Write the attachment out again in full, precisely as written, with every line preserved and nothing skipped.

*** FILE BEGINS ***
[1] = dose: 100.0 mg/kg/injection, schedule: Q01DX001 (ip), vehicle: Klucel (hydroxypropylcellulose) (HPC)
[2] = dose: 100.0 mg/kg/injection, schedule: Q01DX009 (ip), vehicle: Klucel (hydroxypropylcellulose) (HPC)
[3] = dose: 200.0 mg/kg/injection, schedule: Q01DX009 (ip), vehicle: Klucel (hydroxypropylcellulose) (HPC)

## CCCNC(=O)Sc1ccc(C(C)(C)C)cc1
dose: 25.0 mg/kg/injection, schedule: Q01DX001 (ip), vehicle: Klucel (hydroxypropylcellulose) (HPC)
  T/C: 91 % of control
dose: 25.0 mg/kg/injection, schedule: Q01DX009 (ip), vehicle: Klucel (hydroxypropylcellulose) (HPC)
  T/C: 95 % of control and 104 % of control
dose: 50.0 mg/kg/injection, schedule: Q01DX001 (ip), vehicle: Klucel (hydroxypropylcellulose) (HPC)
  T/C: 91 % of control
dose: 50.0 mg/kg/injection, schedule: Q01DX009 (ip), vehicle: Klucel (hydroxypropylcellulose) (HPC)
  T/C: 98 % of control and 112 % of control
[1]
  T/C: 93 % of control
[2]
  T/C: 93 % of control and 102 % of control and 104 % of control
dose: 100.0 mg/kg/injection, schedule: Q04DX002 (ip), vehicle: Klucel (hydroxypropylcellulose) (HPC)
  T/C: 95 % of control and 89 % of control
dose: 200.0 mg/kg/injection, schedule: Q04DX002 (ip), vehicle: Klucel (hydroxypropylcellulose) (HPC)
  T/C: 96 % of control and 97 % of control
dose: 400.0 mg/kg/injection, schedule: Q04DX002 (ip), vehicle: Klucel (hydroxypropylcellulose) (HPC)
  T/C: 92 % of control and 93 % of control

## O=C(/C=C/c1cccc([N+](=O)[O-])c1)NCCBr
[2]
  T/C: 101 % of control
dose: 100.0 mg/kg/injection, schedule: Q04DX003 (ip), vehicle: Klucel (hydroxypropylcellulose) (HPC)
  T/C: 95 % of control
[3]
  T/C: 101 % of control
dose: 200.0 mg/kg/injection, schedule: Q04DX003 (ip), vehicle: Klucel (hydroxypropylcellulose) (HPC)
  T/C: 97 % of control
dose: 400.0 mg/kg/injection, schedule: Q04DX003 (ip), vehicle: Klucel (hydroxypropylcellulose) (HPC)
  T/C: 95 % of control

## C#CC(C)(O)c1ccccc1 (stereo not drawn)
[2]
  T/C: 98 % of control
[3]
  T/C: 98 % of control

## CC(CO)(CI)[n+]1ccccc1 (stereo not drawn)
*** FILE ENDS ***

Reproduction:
[1] = dose: 100.0 mg/kg/injection, schedule: Q01DX001 (ip), vehicle: Klucel (hydroxypropylcellulose) (HPC)
[2] = dose: 100.0 mg/kg/injection, schedule: Q01DX009 (ip), vehicle: Klucel (hydroxypropylcellulose) (HPC)
[3] = dose: 200.0 mg/kg/injection, schedule: Q01DX009 (ip), vehicle: Klucel (hydroxypropylcellulose) (HPC)

## CCCNC(=O)Sc1ccc(C(C)(C)C)cc1
dose: 25.0 mg/kg/injection, schedule: Q01DX001 (ip), vehicle: Klucel (hydroxypropylcellulose) (HPC)
  T/C: 91 % of control
dose: 25.0 mg/kg/injection, schedule: Q01DX009 (ip), vehicle: Klucel (hydroxypropylcellulose) (HPC)
  T/C: 95 % of control and 104 % of control
dose: 50.0 mg/kg/injection, schedule: Q01DX001 (ip), vehicle: Klucel (hydroxypropylcellulose) (HPC)
  T/C: 91 % of control
dose: 50.0 mg/kg/injection, schedule: Q01DX009 (ip), vehicle: Klucel (hydroxypropylcellulose) (HPC)
  T/C: 98 % of control and 112 % of control
[1]
  T/C: 93 % of control
[2]
  T/C: 93 % of control and 102 % of control and 104 % of control
dose: 100.0 mg/kg/injection, schedule: Q04DX002 (ip), vehicle: Klucel (hydroxypropylcellulose) (HPC)
  T/C: 95 % of control and 89 % of control
dose: 200.0 mg/kg/injection, schedule: Q04DX002 (ip), vehicle: Klucel (hydroxypropylcellulose) (HPC)
  T/C: 96 % of control and 97 % of control
dose: 400.0 mg/kg/injection, schedule: Q04DX002 (ip), vehicle: Klucel (hydroxypropylcellulose) (HPC)
  T/C: 92 % of control and 93 % of control

## O=C(/C=C/c1cccc([N+](=O)[O-])c1)NCCBr
[2]
  T/C: 101 % of control
dose: 100.0 mg/kg/injection, schedule: Q04DX003 (ip), vehicle: Klucel (hydroxypropylcellulose) (HPC)
  T/C: 95 % of control
[3]
  T/C: 101 % of control
dose: 200.0 mg/kg/injection, schedule: Q04DX003 (ip), vehicle: Klucel (hydroxypropylcellulose) (HPC)
  T/C: 97 % of control
dose: 400.0 mg/kg/injection, schedule: Q04DX003 (ip), vehicle: Klucel (hydroxypropylcellulose) (HPC)
  T/C: 95 % of control

## C#CC(C)(O)c1ccccc1 (stereo not drawn)
[2]
  T/C: 98 % of control
[3]
  T/C: 98 % of control

## CC(CO)(CI)[n+]1ccccc1 (stereo not drawn)